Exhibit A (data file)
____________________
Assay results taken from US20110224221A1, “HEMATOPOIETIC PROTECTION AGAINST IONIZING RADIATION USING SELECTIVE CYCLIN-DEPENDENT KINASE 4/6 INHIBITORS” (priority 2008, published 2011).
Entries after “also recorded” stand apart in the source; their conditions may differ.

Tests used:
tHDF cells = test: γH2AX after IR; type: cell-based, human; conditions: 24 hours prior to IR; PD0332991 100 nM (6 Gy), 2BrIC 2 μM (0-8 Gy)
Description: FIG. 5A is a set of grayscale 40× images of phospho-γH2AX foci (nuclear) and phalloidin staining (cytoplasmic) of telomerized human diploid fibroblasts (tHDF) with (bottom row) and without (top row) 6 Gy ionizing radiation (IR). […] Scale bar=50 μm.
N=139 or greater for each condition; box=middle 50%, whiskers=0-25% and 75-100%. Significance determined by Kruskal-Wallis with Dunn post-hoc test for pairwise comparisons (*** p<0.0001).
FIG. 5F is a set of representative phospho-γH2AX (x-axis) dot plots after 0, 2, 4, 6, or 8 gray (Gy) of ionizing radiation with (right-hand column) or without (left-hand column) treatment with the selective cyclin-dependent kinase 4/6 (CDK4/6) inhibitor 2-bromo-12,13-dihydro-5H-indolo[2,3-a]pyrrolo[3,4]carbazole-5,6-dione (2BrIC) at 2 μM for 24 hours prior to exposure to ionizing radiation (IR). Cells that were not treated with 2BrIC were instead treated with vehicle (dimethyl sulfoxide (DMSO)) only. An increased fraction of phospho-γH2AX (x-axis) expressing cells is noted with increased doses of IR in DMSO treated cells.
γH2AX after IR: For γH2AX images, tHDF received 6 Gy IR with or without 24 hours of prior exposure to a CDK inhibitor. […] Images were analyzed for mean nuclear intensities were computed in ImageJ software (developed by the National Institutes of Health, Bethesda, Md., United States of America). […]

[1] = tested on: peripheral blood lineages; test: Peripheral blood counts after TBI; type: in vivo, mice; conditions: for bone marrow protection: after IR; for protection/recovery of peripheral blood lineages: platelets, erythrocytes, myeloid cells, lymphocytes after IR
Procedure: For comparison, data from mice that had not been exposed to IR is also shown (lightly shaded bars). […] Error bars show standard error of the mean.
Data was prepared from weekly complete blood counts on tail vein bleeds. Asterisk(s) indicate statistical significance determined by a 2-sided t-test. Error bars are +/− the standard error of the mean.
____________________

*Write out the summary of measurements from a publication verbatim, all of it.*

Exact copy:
Assay results taken from US20110224221A1, “HEMATOPOIETIC PROTECTION AGAINST IONIZING RADIATION USING SELECTIVE CYCLIN-DEPENDENT KINASE 4/6 INHIBITORS” (priority 2008, published 2011).
Entries after “also recorded” stand apart in the source; their conditions may differ.

Tests used:
tHDF cells = test: γH2AX after IR; type: cell-based, human; conditions: 24 hours prior to IR; PD0332991 100 nM (6 Gy), 2BrIC 2 μM (0-8 Gy)
Description: FIG. 5A is a set of grayscale 40× images of phospho-γH2AX foci (nuclear) and phalloidin staining (cytoplasmic) of telomerized human diploid fibroblasts (tHDF) with (bottom row) and without (top row) 6 Gy ionizing radiation (IR). […] Scale bar=50 μm.
N=139 or greater for each condition; box=middle 50%, whiskers=0-25% and 75-100%. Significance determined by Kruskal-Wallis with Dunn post-hoc test for pairwise comparisons (*** p<0.0001).
FIG. 5F is a set of representative phospho-γH2AX (x-axis) dot plots after 0, 2, 4, 6, or 8 gray (Gy) of ionizing radiation with (right-hand column) or without (left-hand column) treatment with the selective cyclin-dependent kinase 4/6 (CDK4/6) inhibitor 2-bromo-12,13-dihydro-5H-indolo[2,3-a]pyrrolo[3,4]carbazole-5,6-dione (2BrIC) at 2 μM for 24 hours prior to exposure to ionizing radiation (IR). Cells that were not treated with 2BrIC were instead treated with vehicle (dimethyl sulfoxide (DMSO)) only. An increased fraction of phospho-γH2AX (x-axis) expressing cells is noted with increased doses of IR in DMSO treated cells.
γH2AX after IR: For γH2AX images, tHDF received 6 Gy IR with or without 24 hours of prior exposure to a CDK inhibitor. […] Images were analyzed for mean nuclear intensities were computed in ImageJ software (developed by the National Institutes of Health, Bethesda, Md., United States of America). […]

[1] = tested on: peripheral blood lineages; test: Peripheral blood counts after TBI; type: in vivo, mice; conditions: for bone marrow protection: after IR; for protection/recovery of peripheral blood lineages: platelets, erythrocytes, myeloid cells, lymphocytes after IR
Procedure: For comparison, data from mice that had not been exposed to IR is also shown (lightly shaded bars). […] Error bars show standard error of the mean.
Data was prepared from weekly complete blood counts on tail vein bleeds. Asterisk(s) indicate statistical significance determined by a 2-sided t-test. Error bars are +/− the standard error of the mean.